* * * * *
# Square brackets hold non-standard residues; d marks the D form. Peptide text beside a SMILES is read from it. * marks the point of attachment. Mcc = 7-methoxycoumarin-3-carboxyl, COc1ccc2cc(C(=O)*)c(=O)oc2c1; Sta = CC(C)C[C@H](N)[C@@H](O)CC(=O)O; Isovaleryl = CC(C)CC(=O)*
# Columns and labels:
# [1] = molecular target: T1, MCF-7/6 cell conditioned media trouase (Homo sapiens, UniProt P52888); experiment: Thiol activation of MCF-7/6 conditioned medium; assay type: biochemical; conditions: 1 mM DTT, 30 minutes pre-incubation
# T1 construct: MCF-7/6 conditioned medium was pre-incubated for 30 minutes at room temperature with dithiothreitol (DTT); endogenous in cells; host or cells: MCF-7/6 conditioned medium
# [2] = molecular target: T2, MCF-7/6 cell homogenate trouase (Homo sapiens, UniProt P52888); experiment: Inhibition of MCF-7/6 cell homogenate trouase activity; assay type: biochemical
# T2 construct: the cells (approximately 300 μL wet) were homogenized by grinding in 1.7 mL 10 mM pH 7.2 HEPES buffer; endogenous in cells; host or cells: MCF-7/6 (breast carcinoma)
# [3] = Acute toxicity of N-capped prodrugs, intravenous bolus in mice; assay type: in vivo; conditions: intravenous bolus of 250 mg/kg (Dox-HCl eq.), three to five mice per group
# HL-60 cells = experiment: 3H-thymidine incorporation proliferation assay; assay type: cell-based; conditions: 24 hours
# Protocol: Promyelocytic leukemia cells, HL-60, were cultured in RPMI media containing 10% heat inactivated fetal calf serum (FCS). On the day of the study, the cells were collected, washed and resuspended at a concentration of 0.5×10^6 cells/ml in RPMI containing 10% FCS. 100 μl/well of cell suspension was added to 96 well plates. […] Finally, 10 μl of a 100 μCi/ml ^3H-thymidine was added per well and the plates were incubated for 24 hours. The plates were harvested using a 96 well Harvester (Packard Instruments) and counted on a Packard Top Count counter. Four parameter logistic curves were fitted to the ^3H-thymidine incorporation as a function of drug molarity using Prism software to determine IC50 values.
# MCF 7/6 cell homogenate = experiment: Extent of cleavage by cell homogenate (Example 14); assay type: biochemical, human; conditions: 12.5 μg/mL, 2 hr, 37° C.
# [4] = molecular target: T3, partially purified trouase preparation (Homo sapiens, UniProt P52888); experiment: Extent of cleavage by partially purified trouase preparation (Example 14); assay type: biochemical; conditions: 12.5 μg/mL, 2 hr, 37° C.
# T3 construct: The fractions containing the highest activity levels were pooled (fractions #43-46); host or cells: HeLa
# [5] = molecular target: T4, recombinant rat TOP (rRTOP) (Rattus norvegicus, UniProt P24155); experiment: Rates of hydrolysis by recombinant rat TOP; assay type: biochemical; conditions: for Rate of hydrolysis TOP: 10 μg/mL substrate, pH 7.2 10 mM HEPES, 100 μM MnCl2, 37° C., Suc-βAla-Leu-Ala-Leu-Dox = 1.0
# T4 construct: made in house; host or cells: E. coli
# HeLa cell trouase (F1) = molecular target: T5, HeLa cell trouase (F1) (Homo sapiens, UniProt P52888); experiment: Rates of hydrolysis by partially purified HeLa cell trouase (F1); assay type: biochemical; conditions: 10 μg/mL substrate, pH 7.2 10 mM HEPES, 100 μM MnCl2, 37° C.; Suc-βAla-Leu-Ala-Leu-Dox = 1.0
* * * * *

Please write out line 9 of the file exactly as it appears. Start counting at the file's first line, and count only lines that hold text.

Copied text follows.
# Protocol: Promyelocytic leukemia cells, HL-60, were cultured in RPMI media containing 10% heat inactivated fetal calf serum (FCS). On the day of the study, the cells were collected, washed and resuspended at a concentration of 0.5×10^6 cells/ml in RPMI containing 10% FCS. 100 μl/well of cell suspension was added to 96 well plates. […] Finally, 10 μl of a 100 μCi/ml ^3H-thymidine was added per well and the plates were incubated for 24 hours. The plates were harvested using a 96 well Harvester (Packard Instruments) and counted on a Packard Top Count counter. Four parameter logistic curves were fitted to the ^3H-thymidine incorporation as a function of drug molarity using Prism software to determine IC50 values.